BEDFORD-STUYVESANT — Nineteen years after the murder of Christopher Wallace, the rapper known as Notorious B.I.G., his legacy lives on in Brooklyn and beyond.
“He’s one of the first people to show you can make songs that were really like pop songs, and explicitly commercial, but still stay credible to the streets,” Billboard Senior Editor and Brooklyn native Alex Gale said.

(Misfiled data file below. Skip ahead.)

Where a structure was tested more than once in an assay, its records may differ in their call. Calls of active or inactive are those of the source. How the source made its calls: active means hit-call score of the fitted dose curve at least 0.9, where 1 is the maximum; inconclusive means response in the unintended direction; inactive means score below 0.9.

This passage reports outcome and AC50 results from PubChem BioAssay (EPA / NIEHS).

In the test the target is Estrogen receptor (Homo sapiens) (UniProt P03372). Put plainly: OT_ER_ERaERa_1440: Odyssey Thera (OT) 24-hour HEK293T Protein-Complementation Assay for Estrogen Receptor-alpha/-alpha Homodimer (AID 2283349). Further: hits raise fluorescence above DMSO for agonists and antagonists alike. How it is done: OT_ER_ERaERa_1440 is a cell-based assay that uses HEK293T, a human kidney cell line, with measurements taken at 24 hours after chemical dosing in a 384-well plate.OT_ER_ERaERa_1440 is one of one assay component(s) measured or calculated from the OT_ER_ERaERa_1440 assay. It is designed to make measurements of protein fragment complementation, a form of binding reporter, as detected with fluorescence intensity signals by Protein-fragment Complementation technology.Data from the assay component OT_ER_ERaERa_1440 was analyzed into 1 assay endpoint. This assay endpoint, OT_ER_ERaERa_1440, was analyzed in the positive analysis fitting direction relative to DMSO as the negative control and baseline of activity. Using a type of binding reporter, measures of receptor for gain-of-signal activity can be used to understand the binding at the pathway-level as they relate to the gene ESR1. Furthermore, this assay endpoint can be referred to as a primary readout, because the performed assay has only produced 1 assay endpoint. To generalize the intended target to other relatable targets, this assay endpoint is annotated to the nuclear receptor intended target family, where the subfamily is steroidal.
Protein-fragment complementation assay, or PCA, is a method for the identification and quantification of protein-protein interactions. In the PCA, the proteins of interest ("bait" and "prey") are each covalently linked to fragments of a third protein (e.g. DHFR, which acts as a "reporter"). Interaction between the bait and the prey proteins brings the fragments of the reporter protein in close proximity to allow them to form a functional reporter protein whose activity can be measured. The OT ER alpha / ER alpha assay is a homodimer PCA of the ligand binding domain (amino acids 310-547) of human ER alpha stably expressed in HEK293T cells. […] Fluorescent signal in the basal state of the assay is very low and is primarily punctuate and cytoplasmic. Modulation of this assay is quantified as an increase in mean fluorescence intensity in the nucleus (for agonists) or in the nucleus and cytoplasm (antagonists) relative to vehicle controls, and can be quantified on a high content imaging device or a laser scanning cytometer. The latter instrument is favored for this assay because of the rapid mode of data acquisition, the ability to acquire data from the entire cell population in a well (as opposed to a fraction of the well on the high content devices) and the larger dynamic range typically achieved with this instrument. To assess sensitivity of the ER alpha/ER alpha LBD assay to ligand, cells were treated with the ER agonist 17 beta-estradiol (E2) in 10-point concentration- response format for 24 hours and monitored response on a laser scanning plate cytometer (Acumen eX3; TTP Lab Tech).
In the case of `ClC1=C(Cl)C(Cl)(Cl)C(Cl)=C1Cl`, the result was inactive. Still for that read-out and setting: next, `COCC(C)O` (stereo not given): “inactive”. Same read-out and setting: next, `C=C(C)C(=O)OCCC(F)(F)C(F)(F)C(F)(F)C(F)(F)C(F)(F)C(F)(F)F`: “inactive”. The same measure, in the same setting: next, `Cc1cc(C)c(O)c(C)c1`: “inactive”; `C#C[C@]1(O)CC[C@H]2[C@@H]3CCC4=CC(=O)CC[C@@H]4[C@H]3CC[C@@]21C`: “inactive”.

Younger hip hop artists continue to draw inspiration from Biggie, including Troy Ave.
“He was saying something like that you could relate to,” Troy Ave told PIX 11 News in an exclusive interview.
Troy Ave believes if Biggie was still alive, he’d be proud of the current state of rap, “especially in Brooklyn.”
“We’re strong, we have an array of sounds, not just one sound.”